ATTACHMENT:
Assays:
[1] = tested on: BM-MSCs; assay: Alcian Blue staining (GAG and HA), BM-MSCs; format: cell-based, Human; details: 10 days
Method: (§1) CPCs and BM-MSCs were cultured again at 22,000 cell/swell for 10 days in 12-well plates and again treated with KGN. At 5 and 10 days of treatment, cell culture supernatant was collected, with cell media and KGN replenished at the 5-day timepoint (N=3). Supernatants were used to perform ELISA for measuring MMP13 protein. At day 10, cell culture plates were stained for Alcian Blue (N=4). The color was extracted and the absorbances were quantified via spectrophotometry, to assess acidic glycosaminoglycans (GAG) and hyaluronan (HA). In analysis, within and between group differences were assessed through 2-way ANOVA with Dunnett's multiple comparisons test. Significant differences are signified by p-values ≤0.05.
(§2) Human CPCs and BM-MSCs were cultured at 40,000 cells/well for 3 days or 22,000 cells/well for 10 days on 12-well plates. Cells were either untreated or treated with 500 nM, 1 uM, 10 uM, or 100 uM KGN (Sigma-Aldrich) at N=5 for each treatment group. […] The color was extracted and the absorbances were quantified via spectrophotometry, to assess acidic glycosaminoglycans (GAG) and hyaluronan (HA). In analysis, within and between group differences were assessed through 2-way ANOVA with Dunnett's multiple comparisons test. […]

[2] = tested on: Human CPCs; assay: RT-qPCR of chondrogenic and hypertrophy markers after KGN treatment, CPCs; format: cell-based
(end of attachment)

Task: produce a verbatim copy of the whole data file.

Assays:
[1] = tested on: BM-MSCs; assay: Alcian Blue staining (GAG and HA), BM-MSCs; format: cell-based, Human; details: 10 days
Method: (§1) CPCs and BM-MSCs were cultured again at 22,000 cell/swell for 10 days in 12-well plates and again treated with KGN. At 5 and 10 days of treatment, cell culture supernatant was collected, with cell media and KGN replenished at the 5-day timepoint (N=3). Supernatants were used to perform ELISA for measuring MMP13 protein. At day 10, cell culture plates were stained for Alcian Blue (N=4). The color was extracted and the absorbances were quantified via spectrophotometry, to assess acidic glycosaminoglycans (GAG) and hyaluronan (HA). In analysis, within and between group differences were assessed through 2-way ANOVA with Dunnett's multiple comparisons test. Significant differences are signified by p-values ≤0.05.
(§2) Human CPCs and BM-MSCs were cultured at 40,000 cells/well for 3 days or 22,000 cells/well for 10 days on 12-well plates. Cells were either untreated or treated with 500 nM, 1 uM, 10 uM, or 100 uM KGN (Sigma-Aldrich) at N=5 for each treatment group. […] The color was extracted and the absorbances were quantified via spectrophotometry, to assess acidic glycosaminoglycans (GAG) and hyaluronan (HA). In analysis, within and between group differences were assessed through 2-way ANOVA with Dunnett's multiple comparisons test. […]

[2] = tested on: Human CPCs; assay: RT-qPCR of chondrogenic and hypertrophy markers after KGN treatment, CPCs; format: cell-based